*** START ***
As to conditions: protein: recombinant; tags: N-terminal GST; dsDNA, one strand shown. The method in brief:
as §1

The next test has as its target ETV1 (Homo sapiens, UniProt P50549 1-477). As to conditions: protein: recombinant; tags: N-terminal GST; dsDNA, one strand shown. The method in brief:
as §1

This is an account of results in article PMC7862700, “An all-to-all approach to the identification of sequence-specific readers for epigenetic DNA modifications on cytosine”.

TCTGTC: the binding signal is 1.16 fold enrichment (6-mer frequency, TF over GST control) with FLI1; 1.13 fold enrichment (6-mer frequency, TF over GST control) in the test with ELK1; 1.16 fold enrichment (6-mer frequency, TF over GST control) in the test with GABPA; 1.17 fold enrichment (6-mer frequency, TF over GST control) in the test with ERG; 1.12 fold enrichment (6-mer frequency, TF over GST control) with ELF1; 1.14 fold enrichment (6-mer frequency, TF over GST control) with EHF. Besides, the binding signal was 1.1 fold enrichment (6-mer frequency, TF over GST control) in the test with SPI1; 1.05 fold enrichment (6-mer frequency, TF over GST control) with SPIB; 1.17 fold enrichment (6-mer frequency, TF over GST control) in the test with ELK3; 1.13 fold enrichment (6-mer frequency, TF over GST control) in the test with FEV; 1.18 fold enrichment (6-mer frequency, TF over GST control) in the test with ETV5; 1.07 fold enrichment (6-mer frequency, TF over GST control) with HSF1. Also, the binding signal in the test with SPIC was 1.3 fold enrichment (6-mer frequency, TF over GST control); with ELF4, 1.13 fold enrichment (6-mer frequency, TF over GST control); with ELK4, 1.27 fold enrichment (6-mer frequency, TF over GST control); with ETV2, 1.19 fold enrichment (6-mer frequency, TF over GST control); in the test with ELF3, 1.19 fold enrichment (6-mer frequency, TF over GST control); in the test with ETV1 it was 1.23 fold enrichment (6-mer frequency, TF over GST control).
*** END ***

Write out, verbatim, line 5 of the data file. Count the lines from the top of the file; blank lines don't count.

This is an account of results in article PMC7862700, “An all-to-all approach to the identification of sequence-specific readers for epigenetic DNA modifications on cytosine”.